On August 27, 2021, the Swiss Federal Data Protection Authority announced that it recognizes the EU recently approved standard contractual clauses as a transfer mechanism to transfer Swiss personal data to non-adequate countries (see here and here).  However, the standard contractual clauses will need to be adjusted to meet the requirements of the Swiss Ordinance to the Federal Act on Data Protection (“FADP”).

The adjustments will depend on whether the transfer is subject only to the FADP or whether it is also subject to the GDPR.  The Authority provided the following overview of adjustments:

Case 1:

The data transfer is exclusively subject to the FADP (see Ftn.: 1)

Case 2:

The data transfer is subject to both the FADP and the GDPR (see Ftn.: 2)

Option 2.1: The parties provide for two “separate” arrangements for data transfers under the FADP and under the GDPR Option 2.2: The parties adopt the GDPR standard for all data transfers
Competent supervisory authority in Annex I.C under Clause 13 Mandatory FDPIC Parallel supervision: FDPIC, insofar as the data transfer is governed by the FADP; EU authority insofar as the data transfer is governed by the GDPR (the criteria of Clause 13a for the selection of the competent authority must be observed)
Applicable law for contractual claims under Clause 17 Swiss law or the law of a country that allows and grants rights as a third party beneficiary Swiss law or the law of a country that allows and grants rights as a third party beneficiary for contractual claims regarding data transfer pursuant to the FADP; law of an EU member state for those according to the GDPR (free choice for Module 4) Law of an EU member state (free choice for Module 4)
Place of jurisdiction for actions between the parties pursuant to Clause 18b (see Ftn.: 3) Free choice Free choice for actions concerning data transfers pursuant to the FADP; court of an EU member state for actions concerning data transfers pursuant to the GDPR (free choice for Module 4) Courts of an EU member state (free choice for Module 4)
Adjustments or additions concerning the place of jurisdiction for actions brought by data subjects The SCCs must be supplemented with an annex specifying that the term “member state” must not be interpreted in such a way as to exclude data subjects in Switzerland from the possibility of suing for their rights in their place of habitual residence (Switzerland) in accordance with Clause 18c.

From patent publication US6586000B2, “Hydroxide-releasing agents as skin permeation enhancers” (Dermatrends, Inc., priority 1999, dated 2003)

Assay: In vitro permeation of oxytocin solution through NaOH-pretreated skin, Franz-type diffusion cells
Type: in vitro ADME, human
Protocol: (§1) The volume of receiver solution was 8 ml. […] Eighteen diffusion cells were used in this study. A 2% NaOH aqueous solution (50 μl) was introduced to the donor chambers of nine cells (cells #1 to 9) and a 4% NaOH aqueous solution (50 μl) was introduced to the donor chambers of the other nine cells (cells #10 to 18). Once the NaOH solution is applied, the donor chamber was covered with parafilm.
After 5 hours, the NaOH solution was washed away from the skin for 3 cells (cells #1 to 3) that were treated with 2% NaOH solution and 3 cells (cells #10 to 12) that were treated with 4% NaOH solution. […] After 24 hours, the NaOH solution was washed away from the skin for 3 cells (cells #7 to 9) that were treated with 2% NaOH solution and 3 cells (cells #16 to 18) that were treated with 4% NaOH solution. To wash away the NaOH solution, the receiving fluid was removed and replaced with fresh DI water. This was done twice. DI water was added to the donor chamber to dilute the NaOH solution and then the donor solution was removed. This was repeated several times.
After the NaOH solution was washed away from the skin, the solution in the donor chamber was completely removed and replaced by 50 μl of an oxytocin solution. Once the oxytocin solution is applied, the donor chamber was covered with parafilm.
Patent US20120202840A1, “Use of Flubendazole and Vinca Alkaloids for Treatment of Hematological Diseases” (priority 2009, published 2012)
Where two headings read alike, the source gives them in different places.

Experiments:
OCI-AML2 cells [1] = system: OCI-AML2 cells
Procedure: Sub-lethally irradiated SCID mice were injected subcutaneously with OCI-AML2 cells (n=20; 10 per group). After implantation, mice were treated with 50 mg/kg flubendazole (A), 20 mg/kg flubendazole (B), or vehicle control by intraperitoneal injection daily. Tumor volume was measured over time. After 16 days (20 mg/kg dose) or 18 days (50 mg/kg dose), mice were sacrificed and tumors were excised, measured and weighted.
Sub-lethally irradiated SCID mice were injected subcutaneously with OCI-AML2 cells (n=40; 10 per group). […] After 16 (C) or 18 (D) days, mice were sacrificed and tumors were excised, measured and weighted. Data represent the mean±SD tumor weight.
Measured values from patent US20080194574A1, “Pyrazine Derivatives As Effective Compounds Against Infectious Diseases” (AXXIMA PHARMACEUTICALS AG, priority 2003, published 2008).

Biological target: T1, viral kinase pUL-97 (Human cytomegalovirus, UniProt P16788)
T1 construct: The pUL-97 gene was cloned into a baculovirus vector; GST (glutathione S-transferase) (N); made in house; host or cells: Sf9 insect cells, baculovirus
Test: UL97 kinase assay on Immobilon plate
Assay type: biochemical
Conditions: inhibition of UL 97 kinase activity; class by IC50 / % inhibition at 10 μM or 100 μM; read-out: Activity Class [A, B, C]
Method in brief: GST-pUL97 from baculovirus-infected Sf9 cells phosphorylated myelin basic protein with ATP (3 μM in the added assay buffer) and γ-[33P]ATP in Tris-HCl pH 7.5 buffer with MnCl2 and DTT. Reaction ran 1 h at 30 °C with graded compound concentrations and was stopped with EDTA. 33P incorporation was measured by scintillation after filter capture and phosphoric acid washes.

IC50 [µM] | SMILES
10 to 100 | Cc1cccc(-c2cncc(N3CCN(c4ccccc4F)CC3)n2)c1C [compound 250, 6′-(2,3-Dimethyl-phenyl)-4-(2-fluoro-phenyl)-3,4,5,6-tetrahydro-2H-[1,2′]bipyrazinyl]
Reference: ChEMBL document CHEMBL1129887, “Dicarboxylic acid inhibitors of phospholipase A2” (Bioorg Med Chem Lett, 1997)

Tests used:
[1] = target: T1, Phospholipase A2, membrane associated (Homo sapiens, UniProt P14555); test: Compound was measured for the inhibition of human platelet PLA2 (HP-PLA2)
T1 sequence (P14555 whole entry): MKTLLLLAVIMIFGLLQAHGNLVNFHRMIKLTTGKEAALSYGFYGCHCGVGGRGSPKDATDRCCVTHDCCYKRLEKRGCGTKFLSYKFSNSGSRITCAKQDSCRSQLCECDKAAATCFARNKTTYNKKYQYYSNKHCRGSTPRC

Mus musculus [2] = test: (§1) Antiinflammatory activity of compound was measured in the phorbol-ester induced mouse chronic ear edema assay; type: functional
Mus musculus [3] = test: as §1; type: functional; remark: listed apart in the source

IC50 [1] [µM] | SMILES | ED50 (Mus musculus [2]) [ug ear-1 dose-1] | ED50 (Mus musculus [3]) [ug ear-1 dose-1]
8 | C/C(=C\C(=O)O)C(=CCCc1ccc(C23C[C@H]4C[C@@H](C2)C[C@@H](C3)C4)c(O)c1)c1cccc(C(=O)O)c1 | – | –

Adjustments or additions regarding references to the GDPR The SCCs must be supplemented with an annex specifying that references to the GDPR are to be understood as references to the FADP. The SCCs must be supplemented with an annex specifying that the references to the GDPR should be understood as references to the FADP insofar as the data transfers are subject to the FADP.
Supplement until the entry into force of the revFADP (see Ftn.: 4) The SCCs are to be supplemented with an annex in which it is specified that the clauses also protect the data of legal entities until the entry into force of the revised FADP.
Footnotes:

1.       Conditions: GDPR does not apply (no connecting factor pursuant to Art. 3 GDPR); the data exporter is in Switzerland and the data is transferred to an unsecure third country.

2.       Conditions: GDPR applies to certain data transfers due to extraterritorial application in terms of Art. 3 GDPR; the data exporter is a controller or a processor who falls within the scope of the FADP, e.g. because they are in Switzerland, and the data is transferred to an unsecure third country.

3.       This is to be distinguished from the assertion of rights by data subjects at their place of habitual residence, cf. the following row of the table and the explanations under point 4.3.4.

4.       Expected date of entry into force: 1 January 2023.

Finally, the Swiss Federal Data Protection Authority clarified that although the old standard contractual clauses cannot be implemented in any new contracts signed after September 27, 2021, companies that executed the clauses can continue to use them until December 27, 2022, provided the transfer details remain unchanged.

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Photo of Dan Cooper Dan Cooper

Daniel Cooper heads up the firm’s growing Data Privacy and Cybersecurity practice in London, and counsels clients in the information technology, pharmaceutical research, sports and financial services industries, among others, on European and UK data protection, data retention and freedom of information laws…

Daniel Cooper heads up the firm’s growing Data Privacy and Cybersecurity practice in London, and counsels clients in the information technology, pharmaceutical research, sports and financial services industries, among others, on European and UK data protection, data retention and freedom of information laws, as well as associated information technology and e-commerce laws and regulations. Mr. Cooper also regularly counsels clients with respect to Internet-related liabilities under European and US laws. Mr. Cooper sits on the advisory boards of a number of privacy NGOs, privacy think tanks, and related bodies.